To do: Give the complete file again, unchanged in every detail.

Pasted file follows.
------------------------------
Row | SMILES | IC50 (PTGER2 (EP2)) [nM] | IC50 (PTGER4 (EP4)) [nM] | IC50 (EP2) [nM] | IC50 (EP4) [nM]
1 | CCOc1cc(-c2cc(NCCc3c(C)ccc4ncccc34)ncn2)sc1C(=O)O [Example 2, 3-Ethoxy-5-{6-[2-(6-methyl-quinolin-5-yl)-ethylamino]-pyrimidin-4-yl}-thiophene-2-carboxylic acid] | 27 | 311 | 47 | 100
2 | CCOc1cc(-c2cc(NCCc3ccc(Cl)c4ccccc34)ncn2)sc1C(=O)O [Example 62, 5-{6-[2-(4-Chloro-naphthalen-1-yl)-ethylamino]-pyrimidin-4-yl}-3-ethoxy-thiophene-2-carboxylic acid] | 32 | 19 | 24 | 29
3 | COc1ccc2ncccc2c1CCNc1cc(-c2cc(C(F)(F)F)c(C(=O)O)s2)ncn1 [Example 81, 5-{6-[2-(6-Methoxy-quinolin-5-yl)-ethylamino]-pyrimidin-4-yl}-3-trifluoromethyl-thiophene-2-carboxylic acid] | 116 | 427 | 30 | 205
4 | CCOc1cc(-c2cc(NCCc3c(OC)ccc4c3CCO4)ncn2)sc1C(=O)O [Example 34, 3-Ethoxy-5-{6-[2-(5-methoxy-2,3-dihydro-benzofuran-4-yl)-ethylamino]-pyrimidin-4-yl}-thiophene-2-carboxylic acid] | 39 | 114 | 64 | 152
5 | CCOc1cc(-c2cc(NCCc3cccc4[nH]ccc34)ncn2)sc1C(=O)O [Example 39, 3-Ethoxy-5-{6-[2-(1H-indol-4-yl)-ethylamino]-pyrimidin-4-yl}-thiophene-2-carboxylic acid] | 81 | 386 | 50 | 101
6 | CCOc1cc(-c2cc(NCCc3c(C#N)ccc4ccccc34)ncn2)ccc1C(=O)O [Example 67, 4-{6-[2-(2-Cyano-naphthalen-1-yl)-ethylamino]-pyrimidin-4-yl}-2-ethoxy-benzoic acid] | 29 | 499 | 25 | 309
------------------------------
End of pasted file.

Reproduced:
Row | SMILES | IC50 (PTGER2 (EP2)) [nM] | IC50 (PTGER4 (EP4)) [nM] | IC50 (EP2) [nM] | IC50 (EP4) [nM]
1 | CCOc1cc(-c2cc(NCCc3c(C)ccc4ncccc34)ncn2)sc1C(=O)O [Example 2, 3-Ethoxy-5-{6-[2-(6-methyl-quinolin-5-yl)-ethylamino]-pyrimidin-4-yl}-thiophene-2-carboxylic acid] | 27 | 311 | 47 | 100
2 | CCOc1cc(-c2cc(NCCc3ccc(Cl)c4ccccc34)ncn2)sc1C(=O)O [Example 62, 5-{6-[2-(4-Chloro-naphthalen-1-yl)-ethylamino]-pyrimidin-4-yl}-3-ethoxy-thiophene-2-carboxylic acid] | 32 | 19 | 24 | 29
3 | COc1ccc2ncccc2c1CCNc1cc(-c2cc(C(F)(F)F)c(C(=O)O)s2)ncn1 [Example 81, 5-{6-[2-(6-Methoxy-quinolin-5-yl)-ethylamino]-pyrimidin-4-yl}-3-trifluoromethyl-thiophene-2-carboxylic acid] | 116 | 427 | 30 | 205
4 | CCOc1cc(-c2cc(NCCc3c(OC)ccc4c3CCO4)ncn2)sc1C(=O)O [Example 34, 3-Ethoxy-5-{6-[2-(5-methoxy-2,3-dihydro-benzofuran-4-yl)-ethylamino]-pyrimidin-4-yl}-thiophene-2-carboxylic acid] | 39 | 114 | 64 | 152
5 | CCOc1cc(-c2cc(NCCc3cccc4[nH]ccc34)ncn2)sc1C(=O)O [Example 39, 3-Ethoxy-5-{6-[2-(1H-indol-4-yl)-ethylamino]-pyrimidin-4-yl}-thiophene-2-carboxylic acid] | 81 | 386 | 50 | 101
6 | CCOc1cc(-c2cc(NCCc3c(C#N)ccc4ccccc34)ncn2)ccc1C(=O)O [Example 67, 4-{6-[2-(2-Cyano-naphthalen-1-yl)-ethylamino]-pyrimidin-4-yl}-2-ethoxy-benzoic acid] | 29 | 499 | 25 | 309